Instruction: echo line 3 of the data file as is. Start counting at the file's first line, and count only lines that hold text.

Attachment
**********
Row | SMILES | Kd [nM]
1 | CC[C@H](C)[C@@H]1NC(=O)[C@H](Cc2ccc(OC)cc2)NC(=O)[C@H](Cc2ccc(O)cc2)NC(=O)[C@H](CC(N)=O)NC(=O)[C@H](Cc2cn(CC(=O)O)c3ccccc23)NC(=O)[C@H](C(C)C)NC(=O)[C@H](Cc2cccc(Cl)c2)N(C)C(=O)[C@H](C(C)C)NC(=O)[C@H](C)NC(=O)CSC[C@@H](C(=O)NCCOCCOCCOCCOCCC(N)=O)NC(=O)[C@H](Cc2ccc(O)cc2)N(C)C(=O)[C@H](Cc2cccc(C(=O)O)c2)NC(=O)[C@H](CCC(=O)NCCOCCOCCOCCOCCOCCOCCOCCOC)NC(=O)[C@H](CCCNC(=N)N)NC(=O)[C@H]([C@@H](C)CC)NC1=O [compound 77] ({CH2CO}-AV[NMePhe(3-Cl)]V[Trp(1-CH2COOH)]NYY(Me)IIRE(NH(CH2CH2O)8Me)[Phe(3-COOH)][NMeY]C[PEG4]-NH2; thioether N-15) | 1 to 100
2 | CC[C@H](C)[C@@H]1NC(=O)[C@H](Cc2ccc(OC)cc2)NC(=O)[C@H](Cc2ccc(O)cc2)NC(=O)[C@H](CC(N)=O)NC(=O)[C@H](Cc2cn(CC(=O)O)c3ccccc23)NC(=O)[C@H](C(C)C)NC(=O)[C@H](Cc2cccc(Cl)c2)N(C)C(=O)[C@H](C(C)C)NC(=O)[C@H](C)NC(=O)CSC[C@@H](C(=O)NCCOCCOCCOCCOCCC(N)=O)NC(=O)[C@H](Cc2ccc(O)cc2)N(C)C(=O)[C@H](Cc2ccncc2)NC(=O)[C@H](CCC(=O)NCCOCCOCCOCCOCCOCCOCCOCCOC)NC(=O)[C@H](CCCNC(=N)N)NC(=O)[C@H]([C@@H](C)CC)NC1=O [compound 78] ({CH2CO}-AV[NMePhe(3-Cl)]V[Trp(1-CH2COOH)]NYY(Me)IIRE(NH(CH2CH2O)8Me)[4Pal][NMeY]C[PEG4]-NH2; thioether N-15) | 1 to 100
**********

2 | CC[C@H](C)[C@@H]1NC(=O)[C@H](Cc2ccc(OC)cc2)NC(=O)[C@H](Cc2ccc(O)cc2)NC(=O)[C@H](CC(N)=O)NC(=O)[C@H](Cc2cn(CC(=O)O)c3ccccc23)NC(=O)[C@H](C(C)C)NC(=O)[C@H](Cc2cccc(Cl)c2)N(C)C(=O)[C@H](C(C)C)NC(=O)[C@H](C)NC(=O)CSC[C@@H](C(=O)NCCOCCOCCOCCOCCC(N)=O)NC(=O)[C@H](Cc2ccc(O)cc2)N(C)C(=O)[C@H](Cc2ccncc2)NC(=O)[C@H](CCC(=O)NCCOCCOCCOCCOCCOCCOCCOCCOC)NC(=O)[C@H](CCCNC(=N)N)NC(=O)[C@H]([C@@H](C)CC)NC1=O [compound 78] ({CH2CO}-AV[NMePhe(3-Cl)]V[Trp(1-CH2COOH)]NYY(Me)IIRE(NH(CH2CH2O)8Me)[4Pal][NMeY]C[PEG4]-NH2; thioether N-15) | 1 to 100